Cincinnati Main Library (c) unknown

Cincinnati Main Library (c) unknown

In our little world of publishing, many things reminds one of an England v Germany soccer match. As you may have noted, Germany beat England at Wembley, yet again. But oh so many punters had of course put their wagers on the Three Lions, only to lose out, yet again. You may call that the triumph of hope over experience. Or you may call these punters perfectly qualified for senior positions in publishing. Why? Just read this little piece on idbooks about a survey that was taken amongst 535 publishing professionals. 96 per cent of them agreed that electronic books will be a tremendous success. How many of them had ever touched these things? Erm… 40 per cent.

There have been quite a few snide remarks upon recent US publishing statistics which have seen sales of ebooks flattening in the past six months. Whether or not this segment has really reached its maturity with just above 30 per cent of volume and around 12-13 per cent of US-Dollar sales is anybody’s guess. The good people at Digital Book World are adamant that ebooks will continue their upswing. Their reasoning: Parents are turning their children into ebook readers at an increasing rate. More parents intend to buy their kids ebooks and e-reading devices this holiday season than last year. And they even have a study to feed their opinion.

You may remember that in October, self publishing in the anglophone countries was hit by hysteria over ebook search results in some shops that came up with pornographic content. As a result, WH Smith closed down its site for almost a wek, wbile its aggregator Kobo remved all self published titles. Amazon and Barnes & Noble (Nook) reacted in a similar, although less radical manner. Now the UK Booksellers Association has decided that it will not set up a controlling body that would vet the contents of online shops. They suggested that booksellers and content aggregators might do what is really their job: control and select what you want to offer, be it in print or digital. A wise decision.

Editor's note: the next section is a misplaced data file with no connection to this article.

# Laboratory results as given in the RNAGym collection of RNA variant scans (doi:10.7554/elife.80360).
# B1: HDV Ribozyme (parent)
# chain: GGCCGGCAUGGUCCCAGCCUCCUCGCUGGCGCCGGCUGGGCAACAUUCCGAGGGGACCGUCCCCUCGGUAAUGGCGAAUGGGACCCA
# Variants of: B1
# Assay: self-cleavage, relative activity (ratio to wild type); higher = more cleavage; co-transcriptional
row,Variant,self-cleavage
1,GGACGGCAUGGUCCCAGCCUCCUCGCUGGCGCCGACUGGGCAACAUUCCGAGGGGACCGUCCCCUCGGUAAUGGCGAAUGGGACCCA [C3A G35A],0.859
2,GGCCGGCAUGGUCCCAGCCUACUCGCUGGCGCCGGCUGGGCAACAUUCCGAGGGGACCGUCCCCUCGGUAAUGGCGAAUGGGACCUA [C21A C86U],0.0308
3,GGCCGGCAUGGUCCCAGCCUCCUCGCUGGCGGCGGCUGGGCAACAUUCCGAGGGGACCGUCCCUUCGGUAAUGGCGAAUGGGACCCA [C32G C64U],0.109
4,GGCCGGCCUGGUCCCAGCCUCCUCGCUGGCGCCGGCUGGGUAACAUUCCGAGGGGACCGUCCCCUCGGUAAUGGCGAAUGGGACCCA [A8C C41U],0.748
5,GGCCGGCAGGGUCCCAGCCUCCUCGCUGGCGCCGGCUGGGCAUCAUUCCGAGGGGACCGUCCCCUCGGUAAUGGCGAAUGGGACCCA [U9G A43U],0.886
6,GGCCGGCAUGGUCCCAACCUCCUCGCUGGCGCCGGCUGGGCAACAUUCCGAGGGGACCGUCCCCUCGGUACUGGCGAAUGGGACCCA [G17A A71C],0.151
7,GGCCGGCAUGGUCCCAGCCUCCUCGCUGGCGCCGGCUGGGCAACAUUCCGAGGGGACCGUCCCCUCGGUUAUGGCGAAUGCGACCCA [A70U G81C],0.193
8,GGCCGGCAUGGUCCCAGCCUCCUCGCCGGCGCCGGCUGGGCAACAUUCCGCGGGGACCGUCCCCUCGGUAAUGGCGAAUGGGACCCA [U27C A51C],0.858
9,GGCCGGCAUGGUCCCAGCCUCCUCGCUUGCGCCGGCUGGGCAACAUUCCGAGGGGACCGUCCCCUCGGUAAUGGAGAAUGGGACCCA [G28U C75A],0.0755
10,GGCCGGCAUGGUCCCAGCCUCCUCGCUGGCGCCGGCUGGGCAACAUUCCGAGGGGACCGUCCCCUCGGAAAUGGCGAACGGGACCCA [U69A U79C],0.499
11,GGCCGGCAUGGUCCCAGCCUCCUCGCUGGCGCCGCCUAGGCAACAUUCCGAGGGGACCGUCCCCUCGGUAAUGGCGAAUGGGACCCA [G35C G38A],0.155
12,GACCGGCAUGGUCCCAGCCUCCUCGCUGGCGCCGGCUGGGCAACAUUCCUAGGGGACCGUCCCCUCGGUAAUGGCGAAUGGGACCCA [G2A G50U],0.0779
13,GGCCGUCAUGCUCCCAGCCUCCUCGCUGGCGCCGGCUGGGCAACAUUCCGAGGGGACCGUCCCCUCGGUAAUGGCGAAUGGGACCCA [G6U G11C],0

Staying with self publishing, Wolfgang Tischer of Literaturcafé recently summarised the ascent of and reasoning about the phenomenon, at least in the German language discourse. It’s well worth reading.

In children’s publishing, Danish behemoth Egmont is streamlining its international operations, following the formation of “Egmont Publishing”, a new division unifying Egmont Magazines and Egmont Kids Media. The new Über-boss will be Rob McMenemy, who has headed Egmont’s UK business. This will affect all international subsidiaries, such as Lyx, Ehapa and vgs in Germany, but will exclude the Nordic countries.

What will be the consequences of last week’s Google verdict? Given that Judge Denny Chin elevated illegal scanning from crime to world-saving venture, the Authors’ Guild will need more than luck and a generous judge to succeed with its appeal. If, as is to be expected, this verdict should stand, only the undefineable criterium of “fair use” will be the guideline as to how much of a copyrighted text may be copied without prior consent and presented online. I do agree with Judge Chin in that an online index of the world’s knowledge would be a desirable thing to have – the universal library that we all have dreamed of. But the Google Book project is not charitable venture, it is a strategic investment to enhance the quality of the search results, and thus increase customer “stickyness”. Its results  far exceed those displayed by Google News, the potential for abuse of copyright is quite high. Libraries, as had to be expected, are jubilant. We authors, at least for the time being, have lost out, it seems.